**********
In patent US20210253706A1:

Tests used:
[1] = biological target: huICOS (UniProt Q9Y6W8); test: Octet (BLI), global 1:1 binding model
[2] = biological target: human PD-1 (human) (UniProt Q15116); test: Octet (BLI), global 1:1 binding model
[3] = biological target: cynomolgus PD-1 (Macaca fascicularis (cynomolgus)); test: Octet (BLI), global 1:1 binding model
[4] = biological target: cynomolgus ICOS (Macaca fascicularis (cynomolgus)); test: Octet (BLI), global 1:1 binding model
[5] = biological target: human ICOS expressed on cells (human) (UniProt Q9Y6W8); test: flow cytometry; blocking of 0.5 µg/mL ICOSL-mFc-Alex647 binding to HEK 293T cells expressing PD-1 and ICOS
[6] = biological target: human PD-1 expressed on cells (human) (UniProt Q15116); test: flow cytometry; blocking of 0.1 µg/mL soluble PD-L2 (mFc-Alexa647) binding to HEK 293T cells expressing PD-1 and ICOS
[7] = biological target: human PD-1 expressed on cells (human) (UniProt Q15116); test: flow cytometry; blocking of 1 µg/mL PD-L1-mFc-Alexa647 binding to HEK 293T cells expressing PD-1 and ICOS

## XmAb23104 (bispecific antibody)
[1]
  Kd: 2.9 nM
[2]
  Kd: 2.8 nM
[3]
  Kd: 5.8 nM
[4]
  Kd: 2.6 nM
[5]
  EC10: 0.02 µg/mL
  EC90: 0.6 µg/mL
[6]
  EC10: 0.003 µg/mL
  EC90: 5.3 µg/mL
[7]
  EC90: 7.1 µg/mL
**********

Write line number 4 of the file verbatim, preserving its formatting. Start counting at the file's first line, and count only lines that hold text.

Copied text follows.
[2] = biological target: human PD-1 (human) (UniProt Q15116); test: Octet (BLI), global 1:1 binding model